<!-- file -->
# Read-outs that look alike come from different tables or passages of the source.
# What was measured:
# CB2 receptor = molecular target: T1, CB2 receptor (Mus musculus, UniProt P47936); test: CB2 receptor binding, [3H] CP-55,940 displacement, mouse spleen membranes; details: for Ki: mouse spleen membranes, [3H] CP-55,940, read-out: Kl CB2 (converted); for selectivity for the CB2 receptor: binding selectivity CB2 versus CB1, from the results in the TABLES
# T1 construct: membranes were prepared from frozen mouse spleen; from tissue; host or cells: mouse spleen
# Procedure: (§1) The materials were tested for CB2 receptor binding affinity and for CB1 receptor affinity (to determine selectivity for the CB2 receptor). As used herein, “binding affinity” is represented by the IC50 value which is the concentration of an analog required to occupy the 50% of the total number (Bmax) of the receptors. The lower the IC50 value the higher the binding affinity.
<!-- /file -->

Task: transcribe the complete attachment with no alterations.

# Read-outs that look alike come from different tables or passages of the source.
# What was measured:
# CB2 receptor = molecular target: T1, CB2 receptor (Mus musculus, UniProt P47936); test: CB2 receptor binding, [3H] CP-55,940 displacement, mouse spleen membranes; details: for Ki: mouse spleen membranes, [3H] CP-55,940, read-out: Kl CB2 (converted); for selectivity for the CB2 receptor: binding selectivity CB2 versus CB1, from the results in the TABLES
# T1 construct: membranes were prepared from frozen mouse spleen; from tissue; host or cells: mouse spleen
# Procedure: (§1) The materials were tested for CB2 receptor binding affinity and for CB1 receptor affinity (to determine selectivity for the CB2 receptor). As used herein, “binding affinity” is represented by the IC50 value which is the concentration of an analog required to occupy the 50% of the total number (Bmax) of the receptors. The lower the IC50 value the higher the binding affinity.